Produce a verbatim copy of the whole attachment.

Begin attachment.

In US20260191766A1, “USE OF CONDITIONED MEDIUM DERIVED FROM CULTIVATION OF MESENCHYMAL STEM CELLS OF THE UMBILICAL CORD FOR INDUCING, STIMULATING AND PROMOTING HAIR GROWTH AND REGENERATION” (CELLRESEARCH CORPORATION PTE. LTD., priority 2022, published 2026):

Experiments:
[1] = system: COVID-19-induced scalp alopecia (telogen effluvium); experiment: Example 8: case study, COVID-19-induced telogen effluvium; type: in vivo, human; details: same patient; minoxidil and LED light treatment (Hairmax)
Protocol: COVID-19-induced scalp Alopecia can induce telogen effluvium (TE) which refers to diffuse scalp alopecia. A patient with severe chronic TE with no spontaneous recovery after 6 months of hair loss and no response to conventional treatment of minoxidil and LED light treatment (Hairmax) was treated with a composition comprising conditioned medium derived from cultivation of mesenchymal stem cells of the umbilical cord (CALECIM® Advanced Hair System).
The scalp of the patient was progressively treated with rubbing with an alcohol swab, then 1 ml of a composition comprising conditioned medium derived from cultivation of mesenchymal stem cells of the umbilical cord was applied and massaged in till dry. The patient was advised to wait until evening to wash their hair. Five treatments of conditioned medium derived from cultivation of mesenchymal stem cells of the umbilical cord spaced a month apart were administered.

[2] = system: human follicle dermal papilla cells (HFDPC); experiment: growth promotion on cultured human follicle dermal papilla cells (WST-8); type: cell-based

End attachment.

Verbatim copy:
In US20260191766A1, “USE OF CONDITIONED MEDIUM DERIVED FROM CULTIVATION OF MESENCHYMAL STEM CELLS OF THE UMBILICAL CORD FOR INDUCING, STIMULATING AND PROMOTING HAIR GROWTH AND REGENERATION” (CELLRESEARCH CORPORATION PTE. LTD., priority 2022, published 2026):

Experiments:
[1] = system: COVID-19-induced scalp alopecia (telogen effluvium); experiment: Example 8: case study, COVID-19-induced telogen effluvium; type: in vivo, human; details: same patient; minoxidil and LED light treatment (Hairmax)
Protocol: COVID-19-induced scalp Alopecia can induce telogen effluvium (TE) which refers to diffuse scalp alopecia. A patient with severe chronic TE with no spontaneous recovery after 6 months of hair loss and no response to conventional treatment of minoxidil and LED light treatment (Hairmax) was treated with a composition comprising conditioned medium derived from cultivation of mesenchymal stem cells of the umbilical cord (CALECIM® Advanced Hair System).
The scalp of the patient was progressively treated with rubbing with an alcohol swab, then 1 ml of a composition comprising conditioned medium derived from cultivation of mesenchymal stem cells of the umbilical cord was applied and massaged in till dry. The patient was advised to wait until evening to wash their hair. Five treatments of conditioned medium derived from cultivation of mesenchymal stem cells of the umbilical cord spaced a month apart were administered.

[2] = system: human follicle dermal papilla cells (HFDPC); experiment: growth promotion on cultured human follicle dermal papilla cells (WST-8); type: cell-based